The excitement of last week—the opening of Trance and Beyond the Pines—gives way to slighter art house pleasures this week, but pleasures all the same. There are two of those, but only one mainstream title—and no matter how it fares it absolutely has to be better than Scary Movie 5. An evening with a door-to-door God salesman or someone making an Amway pitch is better than Scary Movie 5.
I probably should note that I didn’t see last week’s other release, 42. That’s because I’m still holding out for an uplifting badminton movie. Now, I have seen this week’s art titles—Sally Potter’s Ginger & Rosa and Abbas Kiarostami’s Like Someone in Love (both opening at The Carolina)—though I only reviewed the latter. Mr. Souther tackled the former. There’s no denying that these are not in the same league of exciting filmmaking as Trance and The Place Beyond the Pines, but they’re definitely worth consideration.
Like Someone in Love—the one I reviewed—is clearly a film for specialized tastes. If you like Kiarostami’s last film, Certified Copy, there’s a good chance this will appeal to you. But be warned this is small scale work in which very little happens that can reasonably be called action. Plus, Kiarostami leaves the motivations and feelings of his characters up to the viewer to read. I like it a good bit—in part because it didn’t do a single thing I expected. Read the review and decide.
I suspect Ginger & Rosa will find a warmer reception. It’s more accessible and its story is more universal. I suspect it will work even better for those who were in their teens during the Cuban missile crisis and have a clearer memory of the time and the first glimmerings of what would come to be called the counter-culture. The presence of familiar faces—Annette Bening, Timothy Spall, Oliver Platt—is also a plus. Check out Justin’s review.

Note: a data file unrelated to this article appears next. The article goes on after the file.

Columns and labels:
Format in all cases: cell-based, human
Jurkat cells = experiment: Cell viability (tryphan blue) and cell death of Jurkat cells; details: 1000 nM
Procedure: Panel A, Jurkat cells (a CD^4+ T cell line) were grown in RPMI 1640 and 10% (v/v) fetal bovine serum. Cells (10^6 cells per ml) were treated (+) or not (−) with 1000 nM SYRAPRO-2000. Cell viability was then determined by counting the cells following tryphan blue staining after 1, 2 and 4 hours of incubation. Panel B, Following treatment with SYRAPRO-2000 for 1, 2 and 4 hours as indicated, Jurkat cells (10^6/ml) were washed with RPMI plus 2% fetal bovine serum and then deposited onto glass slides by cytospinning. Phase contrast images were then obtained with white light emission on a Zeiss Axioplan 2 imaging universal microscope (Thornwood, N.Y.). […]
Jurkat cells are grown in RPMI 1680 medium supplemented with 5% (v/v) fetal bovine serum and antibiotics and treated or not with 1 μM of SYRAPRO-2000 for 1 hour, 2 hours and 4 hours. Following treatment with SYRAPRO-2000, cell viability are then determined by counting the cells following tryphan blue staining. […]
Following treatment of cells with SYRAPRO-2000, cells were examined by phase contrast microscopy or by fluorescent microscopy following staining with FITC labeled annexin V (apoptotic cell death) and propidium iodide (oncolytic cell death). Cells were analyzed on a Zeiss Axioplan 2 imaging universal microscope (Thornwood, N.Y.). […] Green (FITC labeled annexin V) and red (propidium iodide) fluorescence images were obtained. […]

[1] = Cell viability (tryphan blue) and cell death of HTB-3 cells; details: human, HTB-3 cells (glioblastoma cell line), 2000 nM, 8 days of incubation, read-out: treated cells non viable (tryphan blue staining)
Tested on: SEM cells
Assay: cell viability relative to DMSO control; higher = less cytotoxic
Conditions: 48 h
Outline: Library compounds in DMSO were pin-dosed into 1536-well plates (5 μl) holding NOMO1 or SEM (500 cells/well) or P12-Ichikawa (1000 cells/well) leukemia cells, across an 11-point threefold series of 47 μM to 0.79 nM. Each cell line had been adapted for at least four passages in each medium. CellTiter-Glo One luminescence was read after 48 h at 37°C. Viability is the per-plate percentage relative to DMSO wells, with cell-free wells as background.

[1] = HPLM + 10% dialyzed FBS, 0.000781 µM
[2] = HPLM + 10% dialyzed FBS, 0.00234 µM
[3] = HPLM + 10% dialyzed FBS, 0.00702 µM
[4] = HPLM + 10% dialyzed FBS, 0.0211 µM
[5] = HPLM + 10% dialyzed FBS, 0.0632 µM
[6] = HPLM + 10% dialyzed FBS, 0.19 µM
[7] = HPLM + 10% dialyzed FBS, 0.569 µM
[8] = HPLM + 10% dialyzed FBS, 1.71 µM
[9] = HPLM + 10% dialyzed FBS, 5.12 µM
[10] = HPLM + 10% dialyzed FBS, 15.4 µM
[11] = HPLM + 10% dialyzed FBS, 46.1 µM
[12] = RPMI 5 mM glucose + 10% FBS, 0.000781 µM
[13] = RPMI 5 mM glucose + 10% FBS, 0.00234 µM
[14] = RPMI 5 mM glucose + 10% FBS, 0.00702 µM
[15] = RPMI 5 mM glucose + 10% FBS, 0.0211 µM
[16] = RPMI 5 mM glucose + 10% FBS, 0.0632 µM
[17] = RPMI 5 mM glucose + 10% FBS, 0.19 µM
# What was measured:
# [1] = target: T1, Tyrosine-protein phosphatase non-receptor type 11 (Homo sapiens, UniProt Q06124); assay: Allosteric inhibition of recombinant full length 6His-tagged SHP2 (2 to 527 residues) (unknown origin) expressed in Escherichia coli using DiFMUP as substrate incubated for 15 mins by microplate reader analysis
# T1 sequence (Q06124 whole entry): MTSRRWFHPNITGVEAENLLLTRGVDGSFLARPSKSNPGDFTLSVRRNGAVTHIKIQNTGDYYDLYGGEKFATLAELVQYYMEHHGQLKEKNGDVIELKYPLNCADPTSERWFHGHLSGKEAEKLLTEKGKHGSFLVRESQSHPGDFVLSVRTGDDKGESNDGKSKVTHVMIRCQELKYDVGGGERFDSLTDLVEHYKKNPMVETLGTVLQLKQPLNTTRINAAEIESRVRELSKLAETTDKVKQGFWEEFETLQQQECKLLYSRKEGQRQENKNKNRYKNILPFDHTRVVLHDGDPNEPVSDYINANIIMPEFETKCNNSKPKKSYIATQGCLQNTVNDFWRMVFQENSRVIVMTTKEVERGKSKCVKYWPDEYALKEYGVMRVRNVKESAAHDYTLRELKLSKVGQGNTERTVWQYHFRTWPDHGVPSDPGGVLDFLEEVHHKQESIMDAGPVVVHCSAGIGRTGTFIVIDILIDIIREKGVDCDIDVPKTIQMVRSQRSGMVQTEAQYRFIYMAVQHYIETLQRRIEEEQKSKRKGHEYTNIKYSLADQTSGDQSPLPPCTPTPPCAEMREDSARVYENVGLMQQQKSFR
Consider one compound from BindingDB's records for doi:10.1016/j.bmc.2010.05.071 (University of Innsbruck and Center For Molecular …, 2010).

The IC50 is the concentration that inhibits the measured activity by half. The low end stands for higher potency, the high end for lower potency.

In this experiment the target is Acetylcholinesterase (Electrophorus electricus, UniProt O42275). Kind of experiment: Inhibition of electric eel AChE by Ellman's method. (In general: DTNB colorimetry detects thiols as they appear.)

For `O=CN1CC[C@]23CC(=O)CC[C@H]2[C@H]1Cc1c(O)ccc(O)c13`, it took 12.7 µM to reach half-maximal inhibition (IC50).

And that brings us to the week’s single mainstream offering, Oblivion, which stars Tom Cruise, Morgan Freeman (unlike Scary Movie 5, this has the real one), Olga Kurylenko, Nikolaj Coster-Waldau, and Melissa Leo. It was directed and co-written by Joseph Kosinski, who made TRON: Legacy. The trailers make the film look very slick with impeccable effects work. But neither they, nor the studio plot outline can make it sound like something you haven’t seen before—even if they assure us it’s “an original and groundbreaking cinematic event from the visionary director of TRON: Legacy.” But then I’m skeptical of “events” and even more skeptical when I’m told the director is “visionary.” (Zack Snyder, anyone?) Maybe I’m jaded. Still, can you honestly read this and not wonder how it’s “original?”—“Living in and patrolling the breathtaking skies from thousands of feet above, Jack’s soaring existence is brought crashing down after he rescues a beautiful stranger from a downed spacecraft. Drawn to Jack through a connection that transcends logic, her arrival triggers a chain of events that forces him to question everything he thought he knew.” It sounds like dozens of conspiracy-based movies to me (not to mention being appallingly written). Well, we’ll see.
This week we lose Stoker—which I was really hoping would do better than it did—and West of Memphis—which did about what I expect from a documentary. You’ve still got a couple days to catch them.
This week the Thursday Horror Picture Show celebrates its third anniversary by showing the film that started the series three years ago—Stuart Gordon’s Re-Animator (1985) at 8 p.m. on Thu., April 18. World Cinema is screening Ishiro Honda’s Gojira (Godzilla) (1954) on Fri., April 19 at 8 p.m. in the Railroad Library in the Phil Mechanic Building. The Hendersonville Film Society has Richard Fleischer’s Soylent Green (1973) at 2 p.m. on Sun., April 21 in the Smoky Mountain Theater at Lake Pointe Landing in Hendersonville. On Tue., April 23 a 8 p.m. the Asheville Film Society is running the Irving Cummings’ Technicolor musical-comedy That Night in Rio (1941) in the Cinema Lounge at The Carolina. More on all films in this week’s paper with expanded reviews in the online edition.
There’s only one thing of note here, but that one is incredibly choice—Quentin Tarantino’s Django Unchained. Also up are a couple of titles that didn’t make it to local theater screens—the animated Monster in Paris and the geographical oddity The Haunting in Connecticut2: Ghosts of Georgia. I’ve heard good things about the former, but not the latter.
Notable TV Screenings
I’m very much afraid that this is one of those weeks—one where there’s no real shortage of good stuff on TCM, but nothing particularly out of the ordinary.